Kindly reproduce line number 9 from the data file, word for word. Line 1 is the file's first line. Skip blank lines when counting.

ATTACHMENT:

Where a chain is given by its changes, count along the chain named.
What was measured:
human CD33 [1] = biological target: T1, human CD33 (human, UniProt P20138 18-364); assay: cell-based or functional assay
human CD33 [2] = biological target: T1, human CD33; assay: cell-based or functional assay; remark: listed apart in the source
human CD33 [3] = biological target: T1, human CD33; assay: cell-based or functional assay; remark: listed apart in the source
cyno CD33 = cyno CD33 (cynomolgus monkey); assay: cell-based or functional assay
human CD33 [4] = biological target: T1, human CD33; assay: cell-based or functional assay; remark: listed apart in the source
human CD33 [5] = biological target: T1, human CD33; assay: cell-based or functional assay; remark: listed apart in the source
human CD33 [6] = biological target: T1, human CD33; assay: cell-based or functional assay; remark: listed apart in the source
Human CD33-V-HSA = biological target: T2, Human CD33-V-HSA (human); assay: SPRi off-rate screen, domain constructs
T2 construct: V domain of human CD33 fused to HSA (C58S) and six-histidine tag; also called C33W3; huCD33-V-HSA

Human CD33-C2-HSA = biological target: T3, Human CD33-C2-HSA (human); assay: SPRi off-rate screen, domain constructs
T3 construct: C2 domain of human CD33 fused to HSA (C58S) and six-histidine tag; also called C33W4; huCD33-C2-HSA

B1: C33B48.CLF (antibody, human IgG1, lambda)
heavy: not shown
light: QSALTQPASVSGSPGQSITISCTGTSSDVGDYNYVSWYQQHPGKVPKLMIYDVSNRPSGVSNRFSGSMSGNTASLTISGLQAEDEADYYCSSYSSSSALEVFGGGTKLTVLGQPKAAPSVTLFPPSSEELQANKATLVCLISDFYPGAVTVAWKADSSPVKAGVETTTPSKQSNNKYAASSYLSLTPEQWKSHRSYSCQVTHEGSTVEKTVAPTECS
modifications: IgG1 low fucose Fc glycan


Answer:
human CD33 [6] = biological target: T1, human CD33; assay: cell-based or functional assay; remark: listed apart in the source